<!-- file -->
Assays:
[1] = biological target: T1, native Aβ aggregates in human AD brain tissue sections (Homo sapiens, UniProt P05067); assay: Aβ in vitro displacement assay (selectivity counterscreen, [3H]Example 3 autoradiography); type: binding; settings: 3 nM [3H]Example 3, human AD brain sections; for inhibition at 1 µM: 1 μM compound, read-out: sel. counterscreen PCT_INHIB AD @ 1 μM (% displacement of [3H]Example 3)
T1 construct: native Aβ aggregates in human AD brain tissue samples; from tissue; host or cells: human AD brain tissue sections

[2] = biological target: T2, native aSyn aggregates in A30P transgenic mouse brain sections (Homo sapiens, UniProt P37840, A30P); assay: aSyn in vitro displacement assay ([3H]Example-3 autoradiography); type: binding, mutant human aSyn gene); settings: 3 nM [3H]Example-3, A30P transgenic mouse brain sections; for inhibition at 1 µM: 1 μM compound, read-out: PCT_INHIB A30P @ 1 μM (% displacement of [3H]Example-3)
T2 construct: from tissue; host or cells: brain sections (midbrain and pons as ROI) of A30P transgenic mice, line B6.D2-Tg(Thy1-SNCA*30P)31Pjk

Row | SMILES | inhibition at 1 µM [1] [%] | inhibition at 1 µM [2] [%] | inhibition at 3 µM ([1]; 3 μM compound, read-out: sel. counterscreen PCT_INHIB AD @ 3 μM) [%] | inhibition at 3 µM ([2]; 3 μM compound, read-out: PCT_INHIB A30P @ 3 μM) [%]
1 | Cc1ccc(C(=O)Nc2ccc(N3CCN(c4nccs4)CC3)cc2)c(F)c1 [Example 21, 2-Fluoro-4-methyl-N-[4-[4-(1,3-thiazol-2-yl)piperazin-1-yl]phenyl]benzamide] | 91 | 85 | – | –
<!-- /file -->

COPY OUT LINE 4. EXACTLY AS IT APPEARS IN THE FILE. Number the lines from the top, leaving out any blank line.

[2] = biological target: T2, native aSyn aggregates in A30P transgenic mouse brain sections (Homo sapiens, UniProt P37840, A30P); assay: aSyn in vitro displacement assay ([3H]Example-3 autoradiography); type: binding, mutant human aSyn gene); settings: 3 nM [3H]Example-3, A30P transgenic mouse brain sections; for inhibition at 1 µM: 1 μM compound, read-out: PCT_INHIB A30P @ 1 μM (% displacement of [3H]Example-3)